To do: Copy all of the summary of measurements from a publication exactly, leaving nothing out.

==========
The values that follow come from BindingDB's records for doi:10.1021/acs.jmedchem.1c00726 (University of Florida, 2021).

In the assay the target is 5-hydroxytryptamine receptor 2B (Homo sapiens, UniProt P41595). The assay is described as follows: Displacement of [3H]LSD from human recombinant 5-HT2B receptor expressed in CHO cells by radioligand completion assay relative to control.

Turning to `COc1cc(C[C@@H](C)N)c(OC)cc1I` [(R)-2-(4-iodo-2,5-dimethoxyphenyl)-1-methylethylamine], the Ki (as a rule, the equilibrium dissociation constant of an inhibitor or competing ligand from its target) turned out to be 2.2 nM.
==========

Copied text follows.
The values that follow come from BindingDB's records for doi:10.1021/acs.jmedchem.1c00726 (University of Florida, 2021).

In the assay the target is 5-hydroxytryptamine receptor 2B (Homo sapiens, UniProt P41595). The assay is described as follows: Displacement of [3H]LSD from human recombinant 5-HT2B receptor expressed in CHO cells by radioligand completion assay relative to control.

Turning to `COc1cc(C[C@@H](C)N)c(OC)cc1I` [(R)-2-(4-iodo-2,5-dimethoxyphenyl)-1-methylethylamine], the Ki (as a rule, the equilibrium dissociation constant of an inhibitor or competing ligand from its target) turned out to be 2.2 nM.